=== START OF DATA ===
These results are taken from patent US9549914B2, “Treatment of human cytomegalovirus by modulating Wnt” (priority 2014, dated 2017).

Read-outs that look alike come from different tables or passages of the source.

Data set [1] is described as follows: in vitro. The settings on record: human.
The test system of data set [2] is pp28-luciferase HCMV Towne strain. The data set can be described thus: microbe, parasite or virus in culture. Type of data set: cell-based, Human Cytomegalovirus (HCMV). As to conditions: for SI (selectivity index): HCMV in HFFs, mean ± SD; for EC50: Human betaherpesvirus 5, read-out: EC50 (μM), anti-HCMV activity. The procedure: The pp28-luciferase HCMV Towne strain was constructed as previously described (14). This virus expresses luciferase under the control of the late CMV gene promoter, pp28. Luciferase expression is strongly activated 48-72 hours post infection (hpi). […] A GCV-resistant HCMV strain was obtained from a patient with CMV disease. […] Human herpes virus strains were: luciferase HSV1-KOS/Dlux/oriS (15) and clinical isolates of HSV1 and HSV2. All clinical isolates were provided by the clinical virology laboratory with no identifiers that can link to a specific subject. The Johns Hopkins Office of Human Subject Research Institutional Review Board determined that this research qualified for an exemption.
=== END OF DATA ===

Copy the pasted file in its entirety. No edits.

These results are taken from patent US9549914B2, “Treatment of human cytomegalovirus by modulating Wnt” (priority 2014, dated 2017).

Read-outs that look alike come from different tables or passages of the source.

Data set [1] is described as follows: in vitro. The settings on record: human.
The test system of data set [2] is pp28-luciferase HCMV Towne strain. The data set can be described thus: microbe, parasite or virus in culture. Type of data set: cell-based, Human Cytomegalovirus (HCMV). As to conditions: for SI (selectivity index): HCMV in HFFs, mean ± SD; for EC50: Human betaherpesvirus 5, read-out: EC50 (μM), anti-HCMV activity. The procedure: The pp28-luciferase HCMV Towne strain was constructed as previously described (14). This virus expresses luciferase under the control of the late CMV gene promoter, pp28. Luciferase expression is strongly activated 48-72 hours post infection (hpi). […] A GCV-resistant HCMV strain was obtained from a patient with CMV disease. […] Human herpes virus strains were: luciferase HSV1-KOS/Dlux/oriS (15) and clinical isolates of HSV1 and HSV2. All clinical isolates were provided by the clinical virology laboratory with no identifiers that can link to a specific subject. The Johns Hopkins Office of Human Subject Research Institutional Review Board determined that this research qualified for an exemption.